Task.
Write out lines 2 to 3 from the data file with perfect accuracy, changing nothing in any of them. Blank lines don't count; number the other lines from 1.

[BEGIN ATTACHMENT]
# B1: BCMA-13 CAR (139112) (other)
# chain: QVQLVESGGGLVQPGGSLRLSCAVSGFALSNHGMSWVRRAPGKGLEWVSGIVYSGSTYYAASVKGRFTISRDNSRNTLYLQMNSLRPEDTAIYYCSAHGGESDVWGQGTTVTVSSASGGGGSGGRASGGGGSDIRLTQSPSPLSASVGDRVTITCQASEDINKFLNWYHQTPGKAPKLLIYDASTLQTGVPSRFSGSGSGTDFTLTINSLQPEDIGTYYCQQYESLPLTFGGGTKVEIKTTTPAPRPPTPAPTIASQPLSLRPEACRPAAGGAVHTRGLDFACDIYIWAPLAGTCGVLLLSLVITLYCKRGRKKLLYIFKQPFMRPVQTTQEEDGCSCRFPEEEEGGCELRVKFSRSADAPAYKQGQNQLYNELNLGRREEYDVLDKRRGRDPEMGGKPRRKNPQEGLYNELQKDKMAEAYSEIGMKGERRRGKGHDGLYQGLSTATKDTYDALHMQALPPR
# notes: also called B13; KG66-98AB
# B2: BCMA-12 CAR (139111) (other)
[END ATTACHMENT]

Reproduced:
# chain: QVQLVESGGGLVQPGGSLRLSCAVSGFALSNHGMSWVRRAPGKGLEWVSGIVYSGSTYYAASVKGRFTISRDNSRNTLYLQMNSLRPEDTAIYYCSAHGGESDVWGQGTTVTVSSASGGGGSGGRASGGGGSDIRLTQSPSPLSASVGDRVTITCQASEDINKFLNWYHQTPGKAPKLLIYDASTLQTGVPSRFSGSGSGTDFTLTINSLQPEDIGTYYCQQYESLPLTFGGGTKVEIKTTTPAPRPPTPAPTIASQPLSLRPEACRPAAGGAVHTRGLDFACDIYIWAPLAGTCGVLLLSLVITLYCKRGRKKLLYIFKQPFMRPVQTTQEEDGCSCRFPEEEEGGCELRVKFSRSADAPAYKQGQNQLYNELNLGRREEYDVLDKRRGRDPEMGGKPRRKNPQEGLYNELQKDKMAEAYSEIGMKGERRRGKGHDGLYQGLSTATKDTYDALHMQALPPR
# notes: also called B13; KG66-98AB